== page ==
Delivery of human immunodeficiency virus vaccine vectors to the intestine induces enhanced mucosal cellular immunity.

Vaccine Research Center, NIAID, National Institutes of Health, Bethesda, MD 20892-3005, USA.
Journal of Virology (Impact Factor: 4.65). 06/2009; 83(14):7166-75. DOI: 10.1128/JVI.00374-09
Source: PubMed

ABSTRACT Effective vaccines for human immunodeficiency virus type 1 (HIV-1) will likely need to stimulate protective immunity in the intestinal mucosa, where HIV-1 infection causes severe CD4(+) T-cell depletion. While replication-competent recombinant adenovirus (rAd) vectors can stimulate adenovirus-specific mucosal immunity after replication, oral delivery of replication-defective rAd vectors encoding specific immunogens has proven challenging. In this study, we have systematically identified barriers to effective gut delivery of rAd vectors and identified sites and strategies to induce potent cellular and humoral immunity. Vector-mediated gene transfer by rAd5 was susceptible to low-pH buffer, gastric and pancreatic proteases, and extracellular mucins. Using ex vivo organ explants, we found that transduction with rAd5 was highest in the ileum and colon among all intestinal segments. Transgene expression was 100-fold higher after direct surgical introduction into the ileum than after oral gavage, with rAd5 showing greater potency than the rAd35 or the rAd41 vector. A single immunization of rAd5 encoding HIV-1 gp140B to the ileum stimulated potent CD8(+) T-cell responses in the intestinal and systemic compartments, and these responses were further enhanced by intramuscular rAd5 boosting. These studies suggest that induction of primary immune responses by rAd5 gut immunization and subsequent systemic boosting elicits potent antigen-specific gut mucosal responses.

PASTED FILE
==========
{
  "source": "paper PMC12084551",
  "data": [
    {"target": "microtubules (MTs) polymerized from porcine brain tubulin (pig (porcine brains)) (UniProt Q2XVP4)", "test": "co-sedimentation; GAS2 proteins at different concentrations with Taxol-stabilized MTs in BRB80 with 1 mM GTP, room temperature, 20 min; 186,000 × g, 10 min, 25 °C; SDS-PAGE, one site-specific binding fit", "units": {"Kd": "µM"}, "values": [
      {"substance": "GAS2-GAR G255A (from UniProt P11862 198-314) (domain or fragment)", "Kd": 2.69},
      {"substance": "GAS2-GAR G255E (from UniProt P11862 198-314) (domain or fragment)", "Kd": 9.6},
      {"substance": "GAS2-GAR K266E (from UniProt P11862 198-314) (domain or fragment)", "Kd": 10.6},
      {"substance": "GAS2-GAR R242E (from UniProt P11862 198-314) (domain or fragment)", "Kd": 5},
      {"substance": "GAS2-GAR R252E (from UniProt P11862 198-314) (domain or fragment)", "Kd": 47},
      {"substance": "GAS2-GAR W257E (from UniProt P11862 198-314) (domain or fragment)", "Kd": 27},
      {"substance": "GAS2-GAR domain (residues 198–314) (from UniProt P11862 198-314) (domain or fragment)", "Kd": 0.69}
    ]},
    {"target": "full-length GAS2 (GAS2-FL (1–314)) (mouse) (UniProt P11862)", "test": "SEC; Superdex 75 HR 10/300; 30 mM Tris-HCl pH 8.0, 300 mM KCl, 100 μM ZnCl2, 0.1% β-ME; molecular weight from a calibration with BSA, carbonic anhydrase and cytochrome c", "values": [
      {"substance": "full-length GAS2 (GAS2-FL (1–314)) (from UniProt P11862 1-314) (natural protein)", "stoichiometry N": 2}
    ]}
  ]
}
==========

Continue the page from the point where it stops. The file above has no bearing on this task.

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Jun 1, 2014